In 1969, my son and I moved to Pennsylvania. I had taken a job – teaching sixth grade at Ithan Elementary. While house-hunting during the summer, we house-sat for friends on Newtown Road, in the area earlier known as Banjo Town. Some years later, as a first grade teadher, I met one of my students in that same house.
The house on the triangle of land, bounded by Conestoga, Newtown, and Radnor-Chester Roads was available for rent for nine months and that’s where we lived. Underneath the modernizations, the sky-lights, and additions there is a mid-19th-century one-room schoolhouse. On my son’s sixth birthday, the lambchops caught fire in the broiler. I shooed the kids outside, turned off the gas, and called the fire department. They sent ALL the equipment! The kids were thrilled but my sister was upset when she arrived to see all the trucks. Everything turned out well and we ate the lambchops.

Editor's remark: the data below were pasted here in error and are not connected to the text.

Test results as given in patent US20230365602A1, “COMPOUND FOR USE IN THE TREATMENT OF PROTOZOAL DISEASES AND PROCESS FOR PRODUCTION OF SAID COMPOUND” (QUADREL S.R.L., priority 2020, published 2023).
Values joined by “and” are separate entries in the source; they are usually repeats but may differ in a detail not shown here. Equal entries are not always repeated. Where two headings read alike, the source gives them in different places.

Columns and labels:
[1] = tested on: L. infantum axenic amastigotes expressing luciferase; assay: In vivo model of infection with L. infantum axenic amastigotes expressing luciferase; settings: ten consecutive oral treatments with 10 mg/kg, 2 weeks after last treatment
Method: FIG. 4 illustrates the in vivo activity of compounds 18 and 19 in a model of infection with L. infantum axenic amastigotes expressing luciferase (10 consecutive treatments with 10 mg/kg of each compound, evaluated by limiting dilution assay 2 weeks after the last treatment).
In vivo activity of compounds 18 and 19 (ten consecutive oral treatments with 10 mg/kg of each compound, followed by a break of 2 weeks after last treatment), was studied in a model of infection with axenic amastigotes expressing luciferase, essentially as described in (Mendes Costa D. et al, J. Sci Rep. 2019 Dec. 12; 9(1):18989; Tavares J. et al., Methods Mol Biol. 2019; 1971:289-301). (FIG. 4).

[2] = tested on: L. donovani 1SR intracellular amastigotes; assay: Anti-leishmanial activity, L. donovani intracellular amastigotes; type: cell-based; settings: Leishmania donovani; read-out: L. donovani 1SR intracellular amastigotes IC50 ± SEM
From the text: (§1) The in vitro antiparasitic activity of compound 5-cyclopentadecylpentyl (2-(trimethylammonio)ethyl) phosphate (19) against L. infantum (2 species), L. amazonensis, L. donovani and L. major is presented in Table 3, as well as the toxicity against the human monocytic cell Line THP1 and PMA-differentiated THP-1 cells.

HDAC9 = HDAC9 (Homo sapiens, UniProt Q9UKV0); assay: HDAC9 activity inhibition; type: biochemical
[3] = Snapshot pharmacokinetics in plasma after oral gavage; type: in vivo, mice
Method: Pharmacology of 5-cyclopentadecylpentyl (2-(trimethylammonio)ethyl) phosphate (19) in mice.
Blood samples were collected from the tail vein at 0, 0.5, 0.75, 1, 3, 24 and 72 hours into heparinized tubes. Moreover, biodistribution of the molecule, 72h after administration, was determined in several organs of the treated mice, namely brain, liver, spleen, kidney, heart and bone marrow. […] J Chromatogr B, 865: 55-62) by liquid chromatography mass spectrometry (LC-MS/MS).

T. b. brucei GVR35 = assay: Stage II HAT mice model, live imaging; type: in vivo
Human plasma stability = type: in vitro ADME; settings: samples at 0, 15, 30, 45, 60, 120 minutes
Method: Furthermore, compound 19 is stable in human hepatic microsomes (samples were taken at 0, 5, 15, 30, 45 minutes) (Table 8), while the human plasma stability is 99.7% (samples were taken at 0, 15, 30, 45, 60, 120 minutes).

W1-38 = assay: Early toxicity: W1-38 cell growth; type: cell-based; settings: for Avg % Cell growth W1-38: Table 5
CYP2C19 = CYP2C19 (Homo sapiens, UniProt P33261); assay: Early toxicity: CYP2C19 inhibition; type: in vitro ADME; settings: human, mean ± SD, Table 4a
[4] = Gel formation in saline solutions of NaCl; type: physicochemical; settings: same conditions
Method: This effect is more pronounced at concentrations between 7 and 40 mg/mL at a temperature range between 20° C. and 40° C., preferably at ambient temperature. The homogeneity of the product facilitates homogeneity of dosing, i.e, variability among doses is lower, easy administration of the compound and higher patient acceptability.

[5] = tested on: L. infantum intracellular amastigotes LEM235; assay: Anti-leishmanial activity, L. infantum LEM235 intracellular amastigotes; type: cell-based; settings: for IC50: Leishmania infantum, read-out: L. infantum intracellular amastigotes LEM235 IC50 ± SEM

When the lease was up, we moved to Malvern. The house was on Route 352, right at the top of the hill and across from Immaculata. I got my teaching certificate from there, attending classes at night. There were no kids in the neighborhood so Chouteau amused himself in the backyard. Years later, I asked him if he had ever gone through the woods and down the hill to the railroad tracks (just the sort of thing he was apt to do). He told me that he had, but “I didn’t like it there. I thought there was a hazardous dump or something and I never went back.” A while later, the work at Duffy’s Cut began and we found out about its history. When I met the men directing the project, I told them about my son’s expereince. One said that he wasn’t surprised and that birds did not sing there. When going west on the train, I did see the little stone monument on the site.
In 1972, I was able to buy a house in Haverford, on Buck Lane. In
my research into the history of the house, I found that it was here when Lincoln’s funeral train went by. Having grown up in Chicago, playing in Lincoln Park, I was delighted. Another Ithan teacher lived across the road–Marva Patrick. And a Radnor school bus driver lived down the road. A little Radnor outpost! Although I don’t live in Radnor Township, I still feel very much a part of it.
Contributed by Clarissa F. Dillon